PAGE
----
Mon., Jan. 19, 2015
Lawmakers kill state salamander bill, cite fears of ‘federal overreach’
North Idaho lawmakers concerned about “federal overreach” helped kill a bill today that’s been pushed for the past five years by a determined 8th grader who wants to designate the Idaho Giant Salamander as the official state amphibian. Although an Idaho attorney general’s opinion advised lawmakers that designating a state symbol wouldn’t do anything to protect it or make it endangered, Rep. Kathy Sims, R-Coeur d’Alene, said, “It can be come protected – there’s actually no legal impediment.” She said as a North Idaho resident, she’s wary of tales like that of the spotted owl.
Ilah Hickman, a 14-year-old student at Les Bois Junior High in Boise, told the House State Affairs Committee, “Students all over Idaho are interested in this potential state symbol.” She presented her extensive research about the reclusive salamander, which has Idaho in its name and resides almost exclusively in the state; at full growth, the pattern on its back resembles a topographical map of Idaho’s Bitterroot mountain range.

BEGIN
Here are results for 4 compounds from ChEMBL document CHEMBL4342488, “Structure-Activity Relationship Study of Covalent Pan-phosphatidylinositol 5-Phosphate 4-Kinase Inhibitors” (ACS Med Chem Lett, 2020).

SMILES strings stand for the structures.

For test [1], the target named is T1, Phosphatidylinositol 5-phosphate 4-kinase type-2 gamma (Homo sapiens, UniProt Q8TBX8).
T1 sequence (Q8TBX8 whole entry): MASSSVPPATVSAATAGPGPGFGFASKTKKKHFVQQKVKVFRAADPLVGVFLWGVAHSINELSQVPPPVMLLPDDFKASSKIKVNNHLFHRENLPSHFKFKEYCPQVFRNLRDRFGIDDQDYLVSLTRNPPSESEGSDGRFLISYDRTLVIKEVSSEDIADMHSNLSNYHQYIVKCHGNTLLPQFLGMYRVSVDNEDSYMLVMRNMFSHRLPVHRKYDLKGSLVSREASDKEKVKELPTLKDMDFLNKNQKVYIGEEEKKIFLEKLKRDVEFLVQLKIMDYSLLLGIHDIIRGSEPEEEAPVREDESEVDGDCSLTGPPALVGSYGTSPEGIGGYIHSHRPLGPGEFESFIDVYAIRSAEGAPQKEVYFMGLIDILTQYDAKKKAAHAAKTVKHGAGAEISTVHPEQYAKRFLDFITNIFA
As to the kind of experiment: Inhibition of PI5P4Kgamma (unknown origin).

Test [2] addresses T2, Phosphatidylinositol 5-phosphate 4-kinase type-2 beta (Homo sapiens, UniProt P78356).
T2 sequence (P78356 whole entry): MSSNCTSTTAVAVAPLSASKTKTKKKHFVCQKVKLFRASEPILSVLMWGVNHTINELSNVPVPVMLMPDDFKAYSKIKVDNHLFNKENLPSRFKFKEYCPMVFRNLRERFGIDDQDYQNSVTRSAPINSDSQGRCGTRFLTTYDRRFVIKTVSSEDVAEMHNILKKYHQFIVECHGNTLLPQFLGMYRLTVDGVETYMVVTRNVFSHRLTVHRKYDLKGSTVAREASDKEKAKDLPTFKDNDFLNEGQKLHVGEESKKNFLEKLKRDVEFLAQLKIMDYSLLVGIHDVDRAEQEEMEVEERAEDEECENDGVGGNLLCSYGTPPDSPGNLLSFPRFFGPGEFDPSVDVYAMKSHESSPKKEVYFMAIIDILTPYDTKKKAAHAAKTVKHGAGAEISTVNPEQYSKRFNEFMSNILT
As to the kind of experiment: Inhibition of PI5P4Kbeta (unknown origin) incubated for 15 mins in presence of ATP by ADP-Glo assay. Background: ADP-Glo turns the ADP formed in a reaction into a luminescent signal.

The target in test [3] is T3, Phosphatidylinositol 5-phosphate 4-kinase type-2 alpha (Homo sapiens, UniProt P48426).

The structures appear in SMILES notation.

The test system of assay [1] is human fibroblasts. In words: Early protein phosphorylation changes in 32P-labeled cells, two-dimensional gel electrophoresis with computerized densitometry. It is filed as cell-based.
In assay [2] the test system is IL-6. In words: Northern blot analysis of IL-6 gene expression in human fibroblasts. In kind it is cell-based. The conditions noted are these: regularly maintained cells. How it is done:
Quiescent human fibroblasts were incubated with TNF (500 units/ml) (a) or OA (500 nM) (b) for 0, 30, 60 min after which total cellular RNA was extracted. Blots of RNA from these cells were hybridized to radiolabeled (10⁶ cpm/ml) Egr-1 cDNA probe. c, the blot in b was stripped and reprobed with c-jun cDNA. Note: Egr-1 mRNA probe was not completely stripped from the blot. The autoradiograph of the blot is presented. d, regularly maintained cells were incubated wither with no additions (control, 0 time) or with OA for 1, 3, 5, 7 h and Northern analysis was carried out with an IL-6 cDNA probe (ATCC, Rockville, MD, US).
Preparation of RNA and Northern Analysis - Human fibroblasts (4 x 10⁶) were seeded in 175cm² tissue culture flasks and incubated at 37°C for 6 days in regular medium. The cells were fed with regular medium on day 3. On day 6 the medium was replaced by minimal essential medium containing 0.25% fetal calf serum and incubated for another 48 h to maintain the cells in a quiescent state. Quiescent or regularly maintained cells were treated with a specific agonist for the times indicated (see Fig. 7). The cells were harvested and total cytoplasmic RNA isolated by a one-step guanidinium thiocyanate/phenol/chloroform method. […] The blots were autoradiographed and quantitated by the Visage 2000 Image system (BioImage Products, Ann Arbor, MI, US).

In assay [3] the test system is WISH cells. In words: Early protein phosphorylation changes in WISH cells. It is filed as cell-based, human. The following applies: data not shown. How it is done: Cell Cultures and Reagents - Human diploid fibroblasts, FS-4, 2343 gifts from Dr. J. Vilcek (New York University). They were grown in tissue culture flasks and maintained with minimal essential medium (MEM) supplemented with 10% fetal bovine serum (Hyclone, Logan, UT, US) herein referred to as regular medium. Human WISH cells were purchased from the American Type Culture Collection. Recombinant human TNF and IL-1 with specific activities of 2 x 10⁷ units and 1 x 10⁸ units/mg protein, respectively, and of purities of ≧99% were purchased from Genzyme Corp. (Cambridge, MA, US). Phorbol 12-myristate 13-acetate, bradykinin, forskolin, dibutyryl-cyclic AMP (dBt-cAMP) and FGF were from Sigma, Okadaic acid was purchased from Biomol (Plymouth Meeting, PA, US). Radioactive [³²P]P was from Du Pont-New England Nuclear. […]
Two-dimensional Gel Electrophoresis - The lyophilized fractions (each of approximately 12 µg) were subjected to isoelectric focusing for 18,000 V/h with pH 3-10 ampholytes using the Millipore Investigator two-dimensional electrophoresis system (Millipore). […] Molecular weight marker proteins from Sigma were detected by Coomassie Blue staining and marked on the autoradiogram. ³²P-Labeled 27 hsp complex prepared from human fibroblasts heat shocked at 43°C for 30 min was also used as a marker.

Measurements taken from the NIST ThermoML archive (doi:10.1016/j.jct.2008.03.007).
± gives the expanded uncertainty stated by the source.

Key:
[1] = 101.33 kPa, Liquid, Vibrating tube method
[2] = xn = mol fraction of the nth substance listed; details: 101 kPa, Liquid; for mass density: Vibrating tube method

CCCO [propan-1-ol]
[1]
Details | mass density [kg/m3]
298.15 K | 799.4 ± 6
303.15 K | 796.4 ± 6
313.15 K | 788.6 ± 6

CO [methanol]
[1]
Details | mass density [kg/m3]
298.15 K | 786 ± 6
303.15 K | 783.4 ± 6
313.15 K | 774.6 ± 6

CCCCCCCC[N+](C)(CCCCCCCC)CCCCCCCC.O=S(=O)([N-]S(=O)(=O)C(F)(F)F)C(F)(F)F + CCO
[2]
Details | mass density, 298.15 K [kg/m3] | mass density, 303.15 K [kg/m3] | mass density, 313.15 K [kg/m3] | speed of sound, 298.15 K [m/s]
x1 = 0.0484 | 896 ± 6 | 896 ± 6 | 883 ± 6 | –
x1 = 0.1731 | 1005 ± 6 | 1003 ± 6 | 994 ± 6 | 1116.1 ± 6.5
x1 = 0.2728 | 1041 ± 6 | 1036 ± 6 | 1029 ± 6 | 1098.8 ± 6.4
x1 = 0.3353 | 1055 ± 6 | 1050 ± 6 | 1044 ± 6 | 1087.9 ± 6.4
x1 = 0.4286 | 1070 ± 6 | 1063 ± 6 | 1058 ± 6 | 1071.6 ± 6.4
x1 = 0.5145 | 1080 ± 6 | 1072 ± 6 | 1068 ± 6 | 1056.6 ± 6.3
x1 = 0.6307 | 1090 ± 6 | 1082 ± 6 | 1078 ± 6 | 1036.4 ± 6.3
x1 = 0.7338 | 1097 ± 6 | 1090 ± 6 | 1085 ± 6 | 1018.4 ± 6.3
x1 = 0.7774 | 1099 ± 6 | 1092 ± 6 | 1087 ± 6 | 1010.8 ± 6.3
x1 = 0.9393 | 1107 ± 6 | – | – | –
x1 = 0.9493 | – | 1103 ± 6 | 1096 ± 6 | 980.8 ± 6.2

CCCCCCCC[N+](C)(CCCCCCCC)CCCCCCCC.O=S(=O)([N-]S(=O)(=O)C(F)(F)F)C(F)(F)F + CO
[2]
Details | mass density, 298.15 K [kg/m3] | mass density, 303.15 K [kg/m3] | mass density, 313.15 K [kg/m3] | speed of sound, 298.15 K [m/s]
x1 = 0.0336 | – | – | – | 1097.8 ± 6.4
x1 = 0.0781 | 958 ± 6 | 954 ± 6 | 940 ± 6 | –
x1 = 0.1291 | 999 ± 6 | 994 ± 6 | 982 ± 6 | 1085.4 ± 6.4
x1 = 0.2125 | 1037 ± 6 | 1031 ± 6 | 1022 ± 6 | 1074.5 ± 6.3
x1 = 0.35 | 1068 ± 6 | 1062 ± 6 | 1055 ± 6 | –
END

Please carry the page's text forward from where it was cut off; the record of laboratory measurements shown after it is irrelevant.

New Rep. Don Cheatham, R-Post Falls, said, “My whole concern is potential federal overreach. In North Idaho we have the water litigation going. I just am in fear that something could be impacted if it became an endangered species.” Said Rep. Vito Barbieri, R-Dalton Gardens, "It’s probably more prudent to be conservative about this.” You can read my full story here at spokesman.com.
Sen. Janie Ward-Engelking, D-Boise, who co-sponsored Ilah’s bill, said, “We addressed that. We got an opinion from the Attorney General – it was very clear. I spoke with him personally. He said no way, no how was a state symbol going to impact that whatsoever.”